Following the 1991 collapse of the Soviet Union, during the chaotic transition to capitalism, Western companies gradually expanded into Russia. The economic boom of the 2000s brought a flood of Western businesses and solidified the connections between Russia and the West.
Russia’s violation of the rules-based international order during its 2014 annexation of Crimea stymied but did not sever the connections with the West. However, what has occurred since February 24, 2022, has shattered the tenuous relationship between Russia’s economy and much of the world.
Russia’s automobile industry offers a glimpse into the secondary economic conflagration brought on by sanctions. Before the full-scale invasion, foreign manufacturers dominated the Russian automobile industry. French automaker Renault owned the majority share of AvtoVAZ, Russia’s largest domestic manufacturer.
The war has led all foreign automakers (aside from the Chinese) to pull out completely from the country or indefinitely halt operations. In some cases, these enterprises have been sold to the Russian government and nationalized for the token sum of a single ruble.
In the case of AvtoVAZ, its deep connections with the greater Renault supply chain meant that it could no longer produce its most modern cars and components. Technologies such as anti-lock brakes, GPS navigation, airbags, and emissions control systems were omitted due to supply issues related to sanctions. Since the end of 2022, however, these supply constraints have been largely resolved through increased trade with China and gray-market imports.
In response to the crisis facing the automobile industry, the Kremlin at first stalled and avoided making systemic changes, hoping for a swift conclusion of the war and return to normality.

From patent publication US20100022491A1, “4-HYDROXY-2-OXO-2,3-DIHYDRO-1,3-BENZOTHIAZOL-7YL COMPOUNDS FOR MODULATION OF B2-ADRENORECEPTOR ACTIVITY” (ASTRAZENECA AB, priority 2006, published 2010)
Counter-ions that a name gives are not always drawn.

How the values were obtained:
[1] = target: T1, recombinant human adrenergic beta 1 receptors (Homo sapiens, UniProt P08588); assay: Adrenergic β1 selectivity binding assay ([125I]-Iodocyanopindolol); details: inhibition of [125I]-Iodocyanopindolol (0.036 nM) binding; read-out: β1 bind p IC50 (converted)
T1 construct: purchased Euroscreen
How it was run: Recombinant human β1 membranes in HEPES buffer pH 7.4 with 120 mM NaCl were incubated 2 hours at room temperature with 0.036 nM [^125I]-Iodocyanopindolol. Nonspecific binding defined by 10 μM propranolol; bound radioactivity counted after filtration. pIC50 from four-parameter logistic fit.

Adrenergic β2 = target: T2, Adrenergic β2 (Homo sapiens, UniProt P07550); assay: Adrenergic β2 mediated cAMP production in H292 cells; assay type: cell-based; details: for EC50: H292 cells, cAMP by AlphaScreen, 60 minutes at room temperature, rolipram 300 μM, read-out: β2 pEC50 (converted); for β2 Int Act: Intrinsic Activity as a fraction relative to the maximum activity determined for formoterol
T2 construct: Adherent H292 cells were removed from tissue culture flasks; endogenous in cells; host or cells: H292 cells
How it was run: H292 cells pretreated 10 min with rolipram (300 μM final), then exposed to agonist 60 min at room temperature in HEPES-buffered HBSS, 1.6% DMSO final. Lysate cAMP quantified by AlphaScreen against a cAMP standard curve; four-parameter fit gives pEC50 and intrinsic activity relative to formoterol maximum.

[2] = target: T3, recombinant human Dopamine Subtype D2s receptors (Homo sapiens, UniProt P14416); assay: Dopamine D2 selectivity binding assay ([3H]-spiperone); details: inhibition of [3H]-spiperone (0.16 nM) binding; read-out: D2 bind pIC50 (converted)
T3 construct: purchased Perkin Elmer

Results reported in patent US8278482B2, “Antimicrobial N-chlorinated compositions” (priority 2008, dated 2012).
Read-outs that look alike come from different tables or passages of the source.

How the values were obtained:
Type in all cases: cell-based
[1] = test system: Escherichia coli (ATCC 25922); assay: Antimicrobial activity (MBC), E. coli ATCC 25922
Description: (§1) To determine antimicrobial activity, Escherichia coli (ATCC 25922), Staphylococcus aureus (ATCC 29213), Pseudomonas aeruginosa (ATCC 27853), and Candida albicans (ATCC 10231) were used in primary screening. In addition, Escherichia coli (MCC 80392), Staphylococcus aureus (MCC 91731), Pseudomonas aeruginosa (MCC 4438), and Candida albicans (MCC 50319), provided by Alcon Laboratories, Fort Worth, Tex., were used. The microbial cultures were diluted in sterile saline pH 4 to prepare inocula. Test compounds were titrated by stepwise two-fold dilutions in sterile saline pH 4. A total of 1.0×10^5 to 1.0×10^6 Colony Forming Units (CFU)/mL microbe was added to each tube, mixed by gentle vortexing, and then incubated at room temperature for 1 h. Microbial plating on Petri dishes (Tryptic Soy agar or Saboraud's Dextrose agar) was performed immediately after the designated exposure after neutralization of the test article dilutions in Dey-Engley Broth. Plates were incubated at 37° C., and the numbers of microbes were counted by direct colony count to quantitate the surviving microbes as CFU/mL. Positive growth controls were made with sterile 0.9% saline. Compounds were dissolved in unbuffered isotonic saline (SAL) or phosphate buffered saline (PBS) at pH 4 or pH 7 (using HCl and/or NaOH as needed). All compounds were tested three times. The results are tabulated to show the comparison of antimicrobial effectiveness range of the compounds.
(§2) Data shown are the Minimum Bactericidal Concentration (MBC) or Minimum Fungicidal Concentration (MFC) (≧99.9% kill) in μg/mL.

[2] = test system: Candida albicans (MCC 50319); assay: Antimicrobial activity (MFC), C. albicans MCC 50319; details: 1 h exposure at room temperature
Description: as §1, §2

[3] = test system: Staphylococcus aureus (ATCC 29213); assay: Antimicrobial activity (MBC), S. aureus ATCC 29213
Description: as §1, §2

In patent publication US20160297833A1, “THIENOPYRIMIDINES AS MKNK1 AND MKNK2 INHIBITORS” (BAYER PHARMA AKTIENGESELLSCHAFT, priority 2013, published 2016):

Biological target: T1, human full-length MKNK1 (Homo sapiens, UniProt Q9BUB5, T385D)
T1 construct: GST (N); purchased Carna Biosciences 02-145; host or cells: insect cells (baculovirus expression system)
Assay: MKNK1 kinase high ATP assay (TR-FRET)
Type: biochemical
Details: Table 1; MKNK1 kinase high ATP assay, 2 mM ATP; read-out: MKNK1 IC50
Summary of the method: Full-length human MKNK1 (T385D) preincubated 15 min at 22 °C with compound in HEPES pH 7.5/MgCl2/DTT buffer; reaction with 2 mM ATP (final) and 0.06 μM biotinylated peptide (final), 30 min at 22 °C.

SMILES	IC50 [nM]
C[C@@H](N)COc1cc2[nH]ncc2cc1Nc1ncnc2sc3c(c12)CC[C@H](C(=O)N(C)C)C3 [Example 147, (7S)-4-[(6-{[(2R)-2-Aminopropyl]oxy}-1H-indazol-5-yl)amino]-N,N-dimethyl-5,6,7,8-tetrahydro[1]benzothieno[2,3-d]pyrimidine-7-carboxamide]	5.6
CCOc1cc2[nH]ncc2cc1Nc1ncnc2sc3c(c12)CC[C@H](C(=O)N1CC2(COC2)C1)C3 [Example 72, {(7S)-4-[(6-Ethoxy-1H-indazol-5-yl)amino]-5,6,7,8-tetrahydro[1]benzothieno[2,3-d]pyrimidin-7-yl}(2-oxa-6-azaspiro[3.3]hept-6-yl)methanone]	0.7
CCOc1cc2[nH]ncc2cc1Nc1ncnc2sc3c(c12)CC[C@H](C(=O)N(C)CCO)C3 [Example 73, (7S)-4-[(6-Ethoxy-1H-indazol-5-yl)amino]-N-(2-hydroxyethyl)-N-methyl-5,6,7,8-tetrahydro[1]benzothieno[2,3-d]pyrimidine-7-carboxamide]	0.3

However, much publicity on state-affiliated media and bluster by Russian politicians surrounded the announcement in October 2022 that the nationalized Nissan factory located in Moscow would be transformed into the flagship Moskvich factory. Moskvich, a defunct Soviet brand that produced vehicles from 1930 to 2002, is steeped in nostalgia for the Soviet Union.
Resurrecting Moskvich aligned perfectly with Russia’s larger propaganda strategy. President Vladimir Putin equated the war to this generation’s World War II, a victory of immense significance to the Russian people.
This propaganda harkened back to an earlier phase of Soviet industrialization. Beginning in the late 1920s, Josef Stalin committed to building the Magnitogorsk Steel Works, an enormous complex on the model of American steel plants in Cleveland and Pittsburgh. Stalin’s ambitious plan involved creating the world’s largest steel works and an entire city on a site located in an unsettled location on the steppe, miles away from existing roads and rail lines, in just a few years.
To accomplish this, Russia contracted American and European specialists to design and oversee the construction. The opening of the first blast furnace in record time was lauded by the Western contractors as the completion of an almost insurmountable feat. The leadership of the USSR called it a distinctly Soviet triumph, omitting the considerable role Western engineers and financiers played in the design and construction of Magnitogorsk.
After World War II under Premier Nikita Khrushchev and then again under Mikhail Gorbachev, the Soviet Union prioritized an expansion of its automobile industry to better serve private citizens. Again, the Soviets would turn to foreign technology transfer to achieve goals that would otherwise have cost significant time for R&D and human-capital development.
The Soviet Union signed an agreement with Fiat to license a modified version of their ubiquitous “124” sedan and for the construction of what would become the Lada factory in Togliatti, Russia.
As part of the agreement, Italians trained Soviet workers to operate what was described as a state-of-the-art plant that rivaled the biggest and best that Europe and North America had to offer. While both the car and the factory were almost completely Italian in their engineering, they served as a propaganda piece that showcased Soviet parity with the West.